Google CEO Suggests Micropayments, Subscriptions Might Take Off for Online News
The Associated Press did some saber-rattling in San Diego yesterday at the annual convention of the Newspaper Association of America, and today Google CEO Eric Schmidt delivered his riposte.
In a keynote speech, AP chairman William Dean Singleton had vowed to more aggressively enforce the AP’s intellectual property rights. He said the wire service will “work with portals and other partners who legally license our content” but will take “legal and legislative remedies against those who don’t.” Singleton added, “We can no longer stand by and watch others walk off with our work under misguided legal theories.”
Schmidt, who has described journalism as a central tenet of democracy, suggested in a keynote address of his own today that the solution to the massive problems that news organizations now face lies in innovation, and in studying the way people are accessing and using information “in the cloud.”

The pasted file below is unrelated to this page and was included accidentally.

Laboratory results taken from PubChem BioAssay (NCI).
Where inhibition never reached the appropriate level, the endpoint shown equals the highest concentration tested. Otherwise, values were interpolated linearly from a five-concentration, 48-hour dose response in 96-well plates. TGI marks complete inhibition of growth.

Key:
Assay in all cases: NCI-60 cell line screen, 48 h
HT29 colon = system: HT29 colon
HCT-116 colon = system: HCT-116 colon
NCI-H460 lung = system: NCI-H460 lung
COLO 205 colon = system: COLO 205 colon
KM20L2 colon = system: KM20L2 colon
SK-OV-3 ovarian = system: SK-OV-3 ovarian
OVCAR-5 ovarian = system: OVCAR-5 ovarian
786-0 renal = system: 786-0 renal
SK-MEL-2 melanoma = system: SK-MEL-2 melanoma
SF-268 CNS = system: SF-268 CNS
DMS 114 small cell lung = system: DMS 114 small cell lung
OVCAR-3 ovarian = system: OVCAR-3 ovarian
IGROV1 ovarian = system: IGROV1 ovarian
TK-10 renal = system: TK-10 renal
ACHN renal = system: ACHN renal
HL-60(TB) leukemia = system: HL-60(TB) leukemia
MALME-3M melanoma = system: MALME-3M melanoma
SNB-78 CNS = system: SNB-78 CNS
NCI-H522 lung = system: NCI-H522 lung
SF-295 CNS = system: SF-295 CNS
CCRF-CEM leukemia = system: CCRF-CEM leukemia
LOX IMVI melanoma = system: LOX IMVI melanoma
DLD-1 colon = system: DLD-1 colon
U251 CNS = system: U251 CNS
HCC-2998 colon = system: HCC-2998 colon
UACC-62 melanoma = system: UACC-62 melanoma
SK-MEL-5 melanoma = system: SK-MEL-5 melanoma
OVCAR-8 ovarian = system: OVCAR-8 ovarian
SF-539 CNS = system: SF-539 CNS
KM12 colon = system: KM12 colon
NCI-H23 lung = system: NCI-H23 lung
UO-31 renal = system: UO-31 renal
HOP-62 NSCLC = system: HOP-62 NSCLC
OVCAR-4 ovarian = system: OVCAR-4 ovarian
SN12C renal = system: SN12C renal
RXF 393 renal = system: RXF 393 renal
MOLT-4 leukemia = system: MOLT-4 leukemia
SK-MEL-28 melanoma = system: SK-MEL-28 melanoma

While it’s difficult to plan for innovation, Schmidt says it’s possible to “architect a structure where innovation is welcome, and we’re starting to see that now with a new form of computing, called cloud computing.”
In cloud computing, Schmidt says, the computer servers in the network do most of the data storage and computer processing. “In this new model,” Schmidt says, “the network is always there, always reliable. All you have to do is pick up a phone, a netbook, a PC, what have you.”
The Internet has created a quandary for news organizations around the world. On the one hand, moving the news online has made it vastly more accessible. But in the process, newspaper advertising and classified revenues have plunged, exposing … Next Page »